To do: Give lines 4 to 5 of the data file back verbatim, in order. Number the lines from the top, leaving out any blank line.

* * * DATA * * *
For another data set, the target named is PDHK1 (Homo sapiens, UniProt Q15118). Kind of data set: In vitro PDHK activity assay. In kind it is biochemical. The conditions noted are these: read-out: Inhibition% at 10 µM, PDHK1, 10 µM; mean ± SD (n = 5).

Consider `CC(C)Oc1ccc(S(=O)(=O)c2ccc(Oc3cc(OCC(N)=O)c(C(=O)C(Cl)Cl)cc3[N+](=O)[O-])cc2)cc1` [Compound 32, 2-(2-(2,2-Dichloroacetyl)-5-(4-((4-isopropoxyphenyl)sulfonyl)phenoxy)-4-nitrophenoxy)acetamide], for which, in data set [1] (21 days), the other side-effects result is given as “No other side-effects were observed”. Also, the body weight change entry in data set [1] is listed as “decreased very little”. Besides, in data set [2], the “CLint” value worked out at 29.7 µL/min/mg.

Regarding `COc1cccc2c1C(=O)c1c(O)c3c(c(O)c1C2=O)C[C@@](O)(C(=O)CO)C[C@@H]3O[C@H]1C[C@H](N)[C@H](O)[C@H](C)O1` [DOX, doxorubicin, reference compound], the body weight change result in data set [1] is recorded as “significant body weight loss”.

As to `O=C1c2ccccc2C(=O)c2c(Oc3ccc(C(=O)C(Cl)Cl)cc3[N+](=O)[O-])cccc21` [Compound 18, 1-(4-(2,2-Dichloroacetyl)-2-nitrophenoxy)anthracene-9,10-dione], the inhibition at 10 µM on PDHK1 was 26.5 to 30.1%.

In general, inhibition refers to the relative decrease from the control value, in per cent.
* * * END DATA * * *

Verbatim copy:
As to `O=C1c2ccccc2C(=O)c2c(Oc3ccc(C(=O)C(Cl)Cl)cc3[N+](=O)[O-])cccc21` [Compound 18, 1-(4-(2,2-Dichloroacetyl)-2-nitrophenoxy)anthracene-9,10-dione], the inhibition at 10 µM on PDHK1 was 26.5 to 30.1%.

In general, inhibition refers to the relative decrease from the control value, in per cent.